The drone startup Wingtra needed data acquisition (DAQ) tools for measuring various quantities while flying. Usually, such data acquisition tools are too big for mounting on a drone – therefore I had to find ways to miniaturize them.
During my internship at Wingtra, I’ve developed three different DAQ tools measuring vibrations, temperatures and signal voltages. These tools are solely meant to improve their development process. For all three tools, I’ve got the permission by Wingtra to open source them.
For obtaining sharper images and better sensor readouts, it is critical to have low vibrations. Of course, with the spinning motors creating a lot of vibration, no easy task to improve on. With the newly developed VibrationDAQ, it is now possible to compare the performance of different damping solutions during flight.
The VibrationDAQ consists of a Raspberry Pi Zero W and Analog Devices ADcmXL3021 vibration sensor. The triaxial sensor can directly output Fast Fourier Transform (FFT) of the vibration over Serial Peripheral Interface (SPI). The main challenge was to develop a driver in C++ to interface with the vibration sensor. Additionally, a custom PCB adapter board for connecting the sensor with the Raspberry Pi had to be designed.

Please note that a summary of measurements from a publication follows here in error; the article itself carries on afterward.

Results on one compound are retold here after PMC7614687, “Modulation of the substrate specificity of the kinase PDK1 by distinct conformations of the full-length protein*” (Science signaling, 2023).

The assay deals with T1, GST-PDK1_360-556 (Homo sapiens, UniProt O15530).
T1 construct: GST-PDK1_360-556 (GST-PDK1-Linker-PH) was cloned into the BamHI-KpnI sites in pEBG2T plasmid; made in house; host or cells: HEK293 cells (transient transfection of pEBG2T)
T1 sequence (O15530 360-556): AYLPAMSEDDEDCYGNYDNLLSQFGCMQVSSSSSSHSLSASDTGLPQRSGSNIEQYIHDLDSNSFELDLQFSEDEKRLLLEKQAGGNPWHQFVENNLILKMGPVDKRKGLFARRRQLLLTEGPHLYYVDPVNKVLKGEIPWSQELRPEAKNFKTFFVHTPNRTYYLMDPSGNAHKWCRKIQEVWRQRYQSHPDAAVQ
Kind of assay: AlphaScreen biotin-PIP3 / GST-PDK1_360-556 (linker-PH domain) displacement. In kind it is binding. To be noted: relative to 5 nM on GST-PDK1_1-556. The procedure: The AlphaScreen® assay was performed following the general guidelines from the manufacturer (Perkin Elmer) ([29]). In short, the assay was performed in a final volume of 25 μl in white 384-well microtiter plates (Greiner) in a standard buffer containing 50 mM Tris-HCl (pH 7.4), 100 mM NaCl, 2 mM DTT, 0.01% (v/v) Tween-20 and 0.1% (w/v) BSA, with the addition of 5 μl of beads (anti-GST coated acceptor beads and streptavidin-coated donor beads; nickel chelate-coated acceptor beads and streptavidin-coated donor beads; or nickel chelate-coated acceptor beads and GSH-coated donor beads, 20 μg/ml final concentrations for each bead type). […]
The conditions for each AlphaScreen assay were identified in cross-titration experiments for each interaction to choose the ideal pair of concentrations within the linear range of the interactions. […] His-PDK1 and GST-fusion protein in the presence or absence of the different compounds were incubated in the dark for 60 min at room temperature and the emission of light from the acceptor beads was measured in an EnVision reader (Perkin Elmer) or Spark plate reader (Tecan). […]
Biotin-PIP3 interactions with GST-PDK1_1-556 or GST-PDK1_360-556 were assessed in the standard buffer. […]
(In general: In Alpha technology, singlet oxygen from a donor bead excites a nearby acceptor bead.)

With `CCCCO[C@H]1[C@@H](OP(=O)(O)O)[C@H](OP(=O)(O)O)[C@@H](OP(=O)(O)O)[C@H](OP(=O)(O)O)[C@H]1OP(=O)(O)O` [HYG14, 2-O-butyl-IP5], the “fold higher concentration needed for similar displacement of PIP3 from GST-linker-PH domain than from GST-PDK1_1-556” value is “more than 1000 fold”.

More details and the complete source code of the VibrationDAQ are available on GitHub.
Usually, oscilloscopes are considerably big and not meant for installation on a drone. But for some investigation, it is critical to analyze signals during flight. With the OsciDAQ, it is now possible to repeatedly record electrical signals with 30MHz+ while flying.
In a compact form factor, the OsciDAQ combines a Raspberry Pi 4 and an Analog Discovery 2 oscilloscope. With the official software, it is easily possible to set up the right trigger conditions to capture the useful part of the signal. Afterward, with a custom python script, the proprietary binary logs can be converted to CSV files. These can get analyzed with a variety of programs.
More technical details and the complete source code of the OsciDAQ are available on GitHub.
All electronics on the drone dissipate quite some heat. As this can affect sensor readouts and battery life, it is of importance to get a better understanding of which temperatures the components reach while flying.
The TempDAQ makes it now easy to monitor up to 20 temperature sensors. It can regularly log 1-wire temperature sensors, such as the digital sensor DS18S20. The python script directly stores the data as a CSV file.
More technical details and the complete source code of the TempDAQ are available on GitHub.
Project duration: Feb. – Jul. 2020